That gives me an idea...

Blackadder: Do you know what expirey is, Baldrick?

Baldrick: Oh, sure, it's like breezy or slackery or yggdrasily...

Re:Expirey? (1)

that this is not und (1026860) | more than 7 years ago | (#19187795)

There's never been a Breez linux that I am aware of.

There's Slack and Yggdrasil, however.

Breez? (1)

jgclark123 (812195) | more than 7 years ago | (#19187845)

He might have meant Ubuntu Breezy Badger (5.10).

Re:Expirey? (1)

joto (134244) | more than 7 years ago | (#19188171)

There's never been a Slack linux either.

Re:Expirey? (1)

Cheapy (809643) | more than 7 years ago | (#19187849)

Maybe a misspelling of "expiry"?

Main Entry: expiry
Noun
: EXPIRATION: as a : exhalation of breath b : DEATH c : TERMINATION; especially : the termination of a time or period fixed by law, contract, or agreement

Re:Expirey? (1)

bestiarosa (938309) | more than 7 years ago | (#19187887)

Zonk is expireying in hi's inimitable way.

Re:Expirey? (1)

martin-boundary (547041) | more than 7 years ago | (#19188081)

It's French :)

expiry its (0)

Anonymous Coward | more than 7 years ago | (#19187469)

Slashdot editors, do your jobs, please...

Re:expiry its (4, Insightful)

QuantumG (50515) | more than 7 years ago | (#19187693)

or stop using the term "editors".

3rd grammar error (2, Insightful)

adrianmonk (890071) | more than 7 years ago | (#19187771)

"Expiry" and "it's" were two of the grammar errors, but there is a third. The phrase should not be "some coupons will be turned into Novell in return for software". Instead, it should be "turned in to Novell".

It's hard to give a formal justification for this (it's not a grammar rule taught in school, but it is nevertheless followed in real-world writing), but the best I can explain it is that "turned in" is one underlying structure in the sentence and "to Novell" is another. So uniting the "in" from one structure and the "to" from the other implies a tie between the two structures that does not exist. And that makes it unclear and confusing.

Or to put it more simply, "turned into Novell" makes it sound like the coupons are becoming the company.

Re:3rd grammar error (1)

QuantumG (50515) | more than 7 years ago | (#19187805)

That's great.

I'm not sure everything that gets posted on Slashdot needs to be "formal english" but, at the same time, it wouldn't hurt to fix a few obvious spelling mistakes.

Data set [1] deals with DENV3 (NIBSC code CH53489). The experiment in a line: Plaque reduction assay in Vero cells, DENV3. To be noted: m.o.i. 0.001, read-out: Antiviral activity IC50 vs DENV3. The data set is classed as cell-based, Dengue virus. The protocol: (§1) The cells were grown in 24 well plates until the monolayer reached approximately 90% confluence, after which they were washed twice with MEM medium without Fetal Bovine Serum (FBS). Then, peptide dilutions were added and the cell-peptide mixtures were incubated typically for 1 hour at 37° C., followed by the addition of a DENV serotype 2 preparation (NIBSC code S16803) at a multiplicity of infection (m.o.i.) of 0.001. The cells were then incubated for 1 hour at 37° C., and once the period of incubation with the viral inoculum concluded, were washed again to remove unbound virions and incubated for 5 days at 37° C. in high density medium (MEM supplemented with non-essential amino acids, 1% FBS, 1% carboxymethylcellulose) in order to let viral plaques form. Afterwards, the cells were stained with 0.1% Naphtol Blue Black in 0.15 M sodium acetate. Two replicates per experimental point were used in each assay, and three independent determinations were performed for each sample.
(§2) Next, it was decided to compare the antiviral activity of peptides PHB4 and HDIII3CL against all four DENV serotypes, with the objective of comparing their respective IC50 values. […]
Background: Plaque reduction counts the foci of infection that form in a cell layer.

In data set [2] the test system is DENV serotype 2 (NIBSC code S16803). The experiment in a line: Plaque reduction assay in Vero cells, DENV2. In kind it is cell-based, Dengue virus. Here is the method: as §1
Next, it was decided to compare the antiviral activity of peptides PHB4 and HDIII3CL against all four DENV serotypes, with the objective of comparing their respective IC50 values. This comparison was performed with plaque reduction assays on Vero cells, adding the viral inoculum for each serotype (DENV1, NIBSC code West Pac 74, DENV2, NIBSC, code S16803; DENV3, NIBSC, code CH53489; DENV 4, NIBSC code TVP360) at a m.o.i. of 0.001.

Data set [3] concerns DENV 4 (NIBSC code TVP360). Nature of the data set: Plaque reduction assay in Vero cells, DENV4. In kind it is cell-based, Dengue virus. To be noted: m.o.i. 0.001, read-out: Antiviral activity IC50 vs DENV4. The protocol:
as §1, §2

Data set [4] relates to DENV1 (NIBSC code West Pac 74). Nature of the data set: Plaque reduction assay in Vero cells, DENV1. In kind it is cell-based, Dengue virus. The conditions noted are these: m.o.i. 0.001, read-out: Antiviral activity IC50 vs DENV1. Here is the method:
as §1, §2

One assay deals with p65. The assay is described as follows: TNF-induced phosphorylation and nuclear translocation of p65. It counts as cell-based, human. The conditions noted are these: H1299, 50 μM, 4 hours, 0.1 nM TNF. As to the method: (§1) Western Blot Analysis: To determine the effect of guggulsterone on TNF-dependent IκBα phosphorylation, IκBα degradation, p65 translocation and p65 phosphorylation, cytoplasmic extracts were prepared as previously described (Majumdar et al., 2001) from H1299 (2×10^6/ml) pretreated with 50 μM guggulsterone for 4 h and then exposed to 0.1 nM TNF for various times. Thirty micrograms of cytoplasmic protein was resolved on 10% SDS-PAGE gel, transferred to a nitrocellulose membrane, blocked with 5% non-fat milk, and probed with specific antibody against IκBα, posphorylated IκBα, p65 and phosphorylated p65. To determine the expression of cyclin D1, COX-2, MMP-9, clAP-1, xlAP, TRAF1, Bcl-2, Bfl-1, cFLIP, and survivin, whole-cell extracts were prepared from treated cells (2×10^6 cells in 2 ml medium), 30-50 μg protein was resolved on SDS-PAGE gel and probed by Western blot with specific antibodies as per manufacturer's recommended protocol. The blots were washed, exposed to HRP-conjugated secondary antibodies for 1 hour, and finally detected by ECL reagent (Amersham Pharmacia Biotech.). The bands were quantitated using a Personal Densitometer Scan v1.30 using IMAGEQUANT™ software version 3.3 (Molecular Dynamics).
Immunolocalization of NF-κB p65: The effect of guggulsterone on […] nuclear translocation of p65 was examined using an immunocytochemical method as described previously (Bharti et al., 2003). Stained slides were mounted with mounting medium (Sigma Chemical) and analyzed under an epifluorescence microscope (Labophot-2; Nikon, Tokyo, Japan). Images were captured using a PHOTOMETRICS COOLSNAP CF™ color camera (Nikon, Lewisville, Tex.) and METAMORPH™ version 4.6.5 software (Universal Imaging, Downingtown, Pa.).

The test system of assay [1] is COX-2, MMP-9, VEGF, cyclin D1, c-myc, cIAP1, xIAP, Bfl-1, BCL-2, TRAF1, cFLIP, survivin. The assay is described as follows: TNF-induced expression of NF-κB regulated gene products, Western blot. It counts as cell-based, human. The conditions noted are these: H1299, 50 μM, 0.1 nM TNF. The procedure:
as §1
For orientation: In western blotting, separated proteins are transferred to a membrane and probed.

Re:3rd grammar error (1, Offtopic)

cyphercell (843398) | more than 7 years ago | (#19187905)

I am now convinced there should be an ontopic moderation. (ontopic btw is not a word, neither is btw, of course IANAL).

Great, (3, Interesting)

Watson Ladd (955755) | more than 7 years ago | (#19187485)

But could they only apply to GPL v2 software? Does anyone know the wording of one of these cupons?

Re:Great, (2, Interesting)

WarlockD (623872) | more than 7 years ago | (#19187553)

FTFA

As you can see in the section I highlighted, the minute someone turns in a voucher after GPLv3 is in effect, Microsoft will be granting a patent license to everyone, not just Novell's paying customers: "the patent license you grant is automatically extended to all recipients of the covered work and works based on it". Voila. I hope your PHB understands this.


Will anyone enter into such a deal with Microsoft now? Doesn't this explain why Microsoft suddenly began talking publicly about patents and wanting folks to hurry up and enter into patent peace agreements fast? Will anyone buy SUSE for a patent peace, if they know the patent peace is shortly to be available to the world and his penguin? Novell, by the lack of retroactivity, gets to stay in business. But it loses its "we are the only ones that are not threatened by Microsoft's patents" standing. It can still differentiate itself in the market in other ways, the interoperability angle, which is fine.


But..why? Just to stir up FUD and to have it all unravil? Hell, is GPL3 in its "Final" final draft? What was the point of microsoft spending all this money to Novell? Or was it the other way around. Arg. Even I am confused now.